Will he take a stand, or stand down?
That’s perhaps the biggest question looming over U.S. President Donald Trump as he prepares to deliver the State of the Union address.
The timing is either awkward or opportune, depending on your perspective.
The deadline for another painful shutdown of the federal government is less than two weeks away, and to avoid it Trump will have to reach a deal with Democrats.
Except the key issue is still the same as it was before the last shutdown in December: funding for a wall along the border with Mexico, a wall that Trump promised Mexico would pay for.
In other words, we’re right back where we started – sort of.
Both Trump and Democrats still refuse to budge from their respective positions. It’s wall or nothing, for the president, and no wall at all, for Democrats.
WATCH BELOW: Trump says Nancy Pelosi is ‘very bad for our country’ as fight over border wall continues
“Republicans must be prepared to do whatever is necessary for STRONG Border Security,” tweeted Trump on Sunday, adding “Dems do nothing. If there is no Wall, there is no Security.”
That may be a hint of what’s to come during the State of the Union address.
Instead of working toward a deal, Trump seems to be drawing a fresh line in the sand.
He’s about to have access to a TV audience of 45 million Americans, and he can use that time to make his case.
He can do so in the context of having seen this very moment delayed by Nancy Pelosi’s Democrats during the shutdown.
WATCH: Majority of Americans not on board with national emergency declaration, poll finds
He can sound the rhetorical alarm bells the way he so often has about the sensitive topic of immigration.
But here’s where things get really interesting.
The public has not been on Trump’s side during the shutdown or its aftermath. Poll after poll shows the public blamed the president for the ensuing mess.
This week, 73 per cent of respondents told a new CBS News survey that they want Trump to keep negotiating while keeping the government open. In other words, they’re looking for a deal-maker, not a divider.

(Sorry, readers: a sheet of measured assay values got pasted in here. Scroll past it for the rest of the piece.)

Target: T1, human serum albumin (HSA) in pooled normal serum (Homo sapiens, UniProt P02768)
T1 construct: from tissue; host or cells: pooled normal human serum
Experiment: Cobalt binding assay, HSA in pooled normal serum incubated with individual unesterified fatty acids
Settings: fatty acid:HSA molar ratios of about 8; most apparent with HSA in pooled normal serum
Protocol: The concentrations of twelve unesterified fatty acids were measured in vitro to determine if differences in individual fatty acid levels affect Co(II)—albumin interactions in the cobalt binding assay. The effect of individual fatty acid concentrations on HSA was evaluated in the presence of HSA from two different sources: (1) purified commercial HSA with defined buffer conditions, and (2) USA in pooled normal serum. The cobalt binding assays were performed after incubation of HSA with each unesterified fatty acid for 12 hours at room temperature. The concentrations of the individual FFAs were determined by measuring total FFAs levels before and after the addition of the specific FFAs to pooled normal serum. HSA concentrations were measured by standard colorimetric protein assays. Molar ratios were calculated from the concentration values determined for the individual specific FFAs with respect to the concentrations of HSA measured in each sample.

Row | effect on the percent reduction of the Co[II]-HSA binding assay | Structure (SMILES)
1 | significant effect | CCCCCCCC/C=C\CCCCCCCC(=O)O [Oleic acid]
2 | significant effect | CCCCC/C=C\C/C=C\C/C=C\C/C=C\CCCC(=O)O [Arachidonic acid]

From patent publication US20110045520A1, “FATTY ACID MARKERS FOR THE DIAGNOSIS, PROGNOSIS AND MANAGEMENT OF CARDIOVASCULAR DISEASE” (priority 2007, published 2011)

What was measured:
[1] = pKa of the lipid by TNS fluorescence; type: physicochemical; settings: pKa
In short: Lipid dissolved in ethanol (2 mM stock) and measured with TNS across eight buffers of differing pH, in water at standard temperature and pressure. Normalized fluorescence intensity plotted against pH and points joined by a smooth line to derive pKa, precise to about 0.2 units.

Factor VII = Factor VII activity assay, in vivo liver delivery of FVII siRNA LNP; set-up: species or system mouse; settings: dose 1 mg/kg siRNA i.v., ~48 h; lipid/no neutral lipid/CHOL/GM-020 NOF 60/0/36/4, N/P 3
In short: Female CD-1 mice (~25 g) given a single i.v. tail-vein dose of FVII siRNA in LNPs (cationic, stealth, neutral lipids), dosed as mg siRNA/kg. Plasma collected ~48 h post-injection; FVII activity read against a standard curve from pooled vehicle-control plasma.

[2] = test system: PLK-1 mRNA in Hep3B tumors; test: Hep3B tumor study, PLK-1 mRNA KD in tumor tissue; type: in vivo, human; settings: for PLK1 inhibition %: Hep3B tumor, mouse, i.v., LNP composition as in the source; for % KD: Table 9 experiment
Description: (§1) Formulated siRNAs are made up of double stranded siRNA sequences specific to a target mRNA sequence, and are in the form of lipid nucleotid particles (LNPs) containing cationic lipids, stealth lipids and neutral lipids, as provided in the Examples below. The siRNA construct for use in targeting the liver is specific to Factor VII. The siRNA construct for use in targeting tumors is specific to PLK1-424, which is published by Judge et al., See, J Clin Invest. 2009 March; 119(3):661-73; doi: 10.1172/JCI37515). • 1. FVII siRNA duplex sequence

Add to that the fact that Trump caved in spectacular fashion to end the last shutdown, by agreeing to a deal he could have signed in December to avoid the whole mess.
He walked away with no money for the border wall, while Democrats got exactly what they wanted.
It was a political bruising that hurt the president, especially among his own base.
All of those factors combined may take the State of the Union address from a staid political tradition to a declaration of political war.
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Just last week Trump said talks to avert another shutdown were a “waste of time.”
That seems to be a hint that he might use his moment at the Capitol building to declare a national emergency to build the wall.
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The polls suggest that, too, would be an ill-advised move, with 66 per cent of Americans opposing the idea. Except, 73 per cent of Republicans think he should do it.
Given the choice between compromise and doubling-down with his own base, Trump almost exclusively prefers to shore up support within the Republican ranks.
That’s why Tuesday’s speech may give a sense of the true State of the Union. It will address whether a president backed into a corner over a highly partisan fight is willing to speak to the nation, or only to his supporters.
Jackson Proskow is Washington Bureau Chief for Global National.